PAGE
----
The template holes 1/4" are bigger than the holes 1/8" that are drilled in the board. The template is made to be used with a self centering bit setup. Went by Rockler and they don't have a pin that would do the trick. I might try double stick tape on the next one I do.
Larry C
Add pictures here
<% if( /^image/.test(type) ){ %>
<% } %>
<%-name%>
Add image file
Upload
Hi Larry,
I use the same template. I just tape it in place with masking tape. And use the self centering drill bit. That works fine for me. Glad to help. Good luck.
Dan

Add pictures here
<% if( /^image/.test(type) ){ %>
<% } %>
<%-name%>
Add image file
Upload
I have never tested it but just had the thought of using a Shellac coat first since Shellac is sort of the universial undercoat for seperation. However, not sure if the alcohol will also act as a solvent on the sharpie ink and cause the same problem.
Another possibility is to try water based poly.

Add pictures here
<% if( /^image/.test(type) ){ %>
<% } %>
<%-name%>
Add image file
Upload
snipped-for-privacy@hotmail.com says...

Pigma marker pens might work.
http://www.sakuraofamerica.com/Pen-Archival
I don't know how oil based finish would work with them. My wife has used them with good result in watercolours so if they work on wood then maybe water based finish will serve..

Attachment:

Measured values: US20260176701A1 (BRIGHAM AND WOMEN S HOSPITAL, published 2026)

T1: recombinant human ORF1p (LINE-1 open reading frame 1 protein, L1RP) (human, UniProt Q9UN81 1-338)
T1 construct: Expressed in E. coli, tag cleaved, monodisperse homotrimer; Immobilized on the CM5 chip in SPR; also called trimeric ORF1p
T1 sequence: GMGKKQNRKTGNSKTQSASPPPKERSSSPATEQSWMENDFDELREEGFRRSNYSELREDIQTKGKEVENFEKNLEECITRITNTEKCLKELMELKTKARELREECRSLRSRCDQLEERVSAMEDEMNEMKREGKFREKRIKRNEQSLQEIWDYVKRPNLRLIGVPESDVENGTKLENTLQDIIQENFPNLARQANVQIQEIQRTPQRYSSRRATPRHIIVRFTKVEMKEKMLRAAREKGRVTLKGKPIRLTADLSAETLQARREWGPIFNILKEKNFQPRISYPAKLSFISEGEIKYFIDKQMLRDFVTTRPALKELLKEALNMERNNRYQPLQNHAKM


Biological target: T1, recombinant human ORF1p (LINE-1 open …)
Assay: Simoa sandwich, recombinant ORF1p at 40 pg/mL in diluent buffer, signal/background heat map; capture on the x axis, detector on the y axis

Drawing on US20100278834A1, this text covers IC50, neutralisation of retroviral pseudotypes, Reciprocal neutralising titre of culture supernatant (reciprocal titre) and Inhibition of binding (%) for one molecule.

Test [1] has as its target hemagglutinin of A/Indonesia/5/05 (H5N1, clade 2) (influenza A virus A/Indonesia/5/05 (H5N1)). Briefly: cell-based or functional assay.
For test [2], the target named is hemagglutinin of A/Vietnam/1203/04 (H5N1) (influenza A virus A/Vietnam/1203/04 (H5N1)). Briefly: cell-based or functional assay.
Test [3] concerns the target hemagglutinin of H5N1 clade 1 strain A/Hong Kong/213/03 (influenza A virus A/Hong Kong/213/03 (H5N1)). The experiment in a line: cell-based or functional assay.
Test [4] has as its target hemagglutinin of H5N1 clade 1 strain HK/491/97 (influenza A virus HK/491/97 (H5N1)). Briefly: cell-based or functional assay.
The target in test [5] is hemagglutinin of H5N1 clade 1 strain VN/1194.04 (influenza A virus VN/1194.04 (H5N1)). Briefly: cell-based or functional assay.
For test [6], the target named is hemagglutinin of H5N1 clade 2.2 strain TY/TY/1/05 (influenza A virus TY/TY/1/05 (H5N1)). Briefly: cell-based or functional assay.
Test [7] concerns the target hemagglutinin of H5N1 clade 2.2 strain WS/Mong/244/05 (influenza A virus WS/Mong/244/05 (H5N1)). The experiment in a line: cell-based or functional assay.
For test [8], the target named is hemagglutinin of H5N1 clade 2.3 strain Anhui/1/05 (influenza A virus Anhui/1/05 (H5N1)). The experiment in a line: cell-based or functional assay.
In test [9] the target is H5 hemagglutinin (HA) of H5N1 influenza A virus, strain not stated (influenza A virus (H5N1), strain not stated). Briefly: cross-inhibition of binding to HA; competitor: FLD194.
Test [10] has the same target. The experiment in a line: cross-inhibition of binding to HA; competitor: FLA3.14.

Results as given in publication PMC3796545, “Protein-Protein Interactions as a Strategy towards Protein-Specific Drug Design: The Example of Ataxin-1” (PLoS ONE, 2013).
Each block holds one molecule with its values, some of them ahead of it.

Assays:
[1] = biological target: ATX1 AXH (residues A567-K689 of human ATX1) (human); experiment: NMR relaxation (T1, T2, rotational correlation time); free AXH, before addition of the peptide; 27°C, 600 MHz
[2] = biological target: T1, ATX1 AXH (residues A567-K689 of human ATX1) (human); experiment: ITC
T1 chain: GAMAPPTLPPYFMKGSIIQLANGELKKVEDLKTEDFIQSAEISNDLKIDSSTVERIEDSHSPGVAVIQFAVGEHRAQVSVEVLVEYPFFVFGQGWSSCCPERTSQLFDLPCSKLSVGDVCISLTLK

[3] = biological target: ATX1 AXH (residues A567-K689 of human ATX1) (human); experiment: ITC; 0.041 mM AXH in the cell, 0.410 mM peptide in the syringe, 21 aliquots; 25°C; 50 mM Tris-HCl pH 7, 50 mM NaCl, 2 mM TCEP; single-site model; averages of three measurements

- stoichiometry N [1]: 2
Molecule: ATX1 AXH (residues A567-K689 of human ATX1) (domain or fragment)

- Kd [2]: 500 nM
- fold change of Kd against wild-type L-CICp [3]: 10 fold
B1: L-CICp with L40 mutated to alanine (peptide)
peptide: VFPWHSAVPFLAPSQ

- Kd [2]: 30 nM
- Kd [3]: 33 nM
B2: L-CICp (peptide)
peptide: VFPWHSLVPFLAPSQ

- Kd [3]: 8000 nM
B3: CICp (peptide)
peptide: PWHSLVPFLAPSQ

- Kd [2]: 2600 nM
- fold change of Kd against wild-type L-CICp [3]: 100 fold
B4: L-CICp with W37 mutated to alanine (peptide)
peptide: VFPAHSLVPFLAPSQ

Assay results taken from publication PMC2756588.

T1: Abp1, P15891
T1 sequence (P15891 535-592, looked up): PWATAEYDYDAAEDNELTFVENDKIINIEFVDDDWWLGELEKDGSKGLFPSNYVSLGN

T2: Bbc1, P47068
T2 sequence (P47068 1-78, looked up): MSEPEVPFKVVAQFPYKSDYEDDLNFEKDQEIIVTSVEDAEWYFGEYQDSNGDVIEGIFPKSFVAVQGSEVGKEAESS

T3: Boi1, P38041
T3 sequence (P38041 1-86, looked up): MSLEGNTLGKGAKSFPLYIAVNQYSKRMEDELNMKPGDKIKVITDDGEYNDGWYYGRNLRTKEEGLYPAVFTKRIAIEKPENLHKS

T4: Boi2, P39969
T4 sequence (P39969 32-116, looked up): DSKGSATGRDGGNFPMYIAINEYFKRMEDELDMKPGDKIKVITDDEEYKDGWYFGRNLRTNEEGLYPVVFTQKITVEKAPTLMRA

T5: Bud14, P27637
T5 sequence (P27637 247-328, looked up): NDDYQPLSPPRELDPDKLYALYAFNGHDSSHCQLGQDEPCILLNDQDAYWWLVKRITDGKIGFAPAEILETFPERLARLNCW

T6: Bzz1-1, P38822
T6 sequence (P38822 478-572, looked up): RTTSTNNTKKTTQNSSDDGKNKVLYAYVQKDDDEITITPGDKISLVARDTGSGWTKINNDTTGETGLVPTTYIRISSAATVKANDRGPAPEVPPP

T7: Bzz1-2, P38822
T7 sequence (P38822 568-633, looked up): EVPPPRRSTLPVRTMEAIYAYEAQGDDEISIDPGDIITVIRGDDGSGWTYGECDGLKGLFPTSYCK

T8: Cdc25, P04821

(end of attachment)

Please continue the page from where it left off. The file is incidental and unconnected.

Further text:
I discovered them when they first came out and used them all the time for awhile. They may have changed the tip material since but I found that the tips soon wore away on any paper that had a real tooth to it.
On oak, I can see a problem with jitter if you don't fill the pores and get a smooth surface first.
If I had to do this for more than a few boards, I'd probably buy/make the silk-screen equipment I've back-burnered for too long, relearn a few forgotten skills and do a photo silk screen.
Add pictures here
<% if( /^image/.test(type) ){ %>
<% } %>
<%-name%>
Add image file
Upload
A draftsmans ruling pen (the old type with adjustable nib) lays down perfect lines with paint. Just thin the paint to the consistency of ink, fill the pen (use a dropper, don't dip it) and draw lines.